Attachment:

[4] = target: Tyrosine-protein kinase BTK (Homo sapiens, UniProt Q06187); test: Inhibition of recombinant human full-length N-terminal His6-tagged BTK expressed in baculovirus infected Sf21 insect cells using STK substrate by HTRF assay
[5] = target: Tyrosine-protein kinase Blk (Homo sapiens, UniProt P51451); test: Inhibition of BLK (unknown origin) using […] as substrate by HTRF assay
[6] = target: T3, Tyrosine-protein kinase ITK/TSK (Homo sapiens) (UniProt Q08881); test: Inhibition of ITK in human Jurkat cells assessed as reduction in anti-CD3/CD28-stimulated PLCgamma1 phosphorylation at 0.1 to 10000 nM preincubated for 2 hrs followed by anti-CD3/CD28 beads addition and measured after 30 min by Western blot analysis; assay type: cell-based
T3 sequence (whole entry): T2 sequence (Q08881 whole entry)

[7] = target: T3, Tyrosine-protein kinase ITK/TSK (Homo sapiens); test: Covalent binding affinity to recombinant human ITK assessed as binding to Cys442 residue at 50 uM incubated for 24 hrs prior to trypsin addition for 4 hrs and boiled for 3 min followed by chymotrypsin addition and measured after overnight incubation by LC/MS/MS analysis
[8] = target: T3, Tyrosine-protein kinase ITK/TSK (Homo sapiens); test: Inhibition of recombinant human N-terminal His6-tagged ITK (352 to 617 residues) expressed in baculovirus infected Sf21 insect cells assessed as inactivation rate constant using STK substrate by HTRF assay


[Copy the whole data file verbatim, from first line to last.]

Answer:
[4] = target: Tyrosine-protein kinase BTK (Homo sapiens, UniProt Q06187); test: Inhibition of recombinant human full-length N-terminal His6-tagged BTK expressed in baculovirus infected Sf21 insect cells using STK substrate by HTRF assay
[5] = target: Tyrosine-protein kinase Blk (Homo sapiens, UniProt P51451); test: Inhibition of BLK (unknown origin) using […] as substrate by HTRF assay
[6] = target: T3, Tyrosine-protein kinase ITK/TSK (Homo sapiens) (UniProt Q08881); test: Inhibition of ITK in human Jurkat cells assessed as reduction in anti-CD3/CD28-stimulated PLCgamma1 phosphorylation at 0.1 to 10000 nM preincubated for 2 hrs followed by anti-CD3/CD28 beads addition and measured after 30 min by Western blot analysis; assay type: cell-based
T3 sequence (whole entry): T2 sequence (Q08881 whole entry)

[7] = target: T3, Tyrosine-protein kinase ITK/TSK (Homo sapiens); test: Covalent binding affinity to recombinant human ITK assessed as binding to Cys442 residue at 50 uM incubated for 24 hrs prior to trypsin addition for 4 hrs and boiled for 3 min followed by chymotrypsin addition and measured after overnight incubation by LC/MS/MS analysis
[8] = target: T3, Tyrosine-protein kinase ITK/TSK (Homo sapiens); test: Inhibition of recombinant human N-terminal His6-tagged ITK (352 to 617 residues) expressed in baculovirus infected Sf21 insect cells assessed as inactivation rate constant using STK substrate by HTRF assay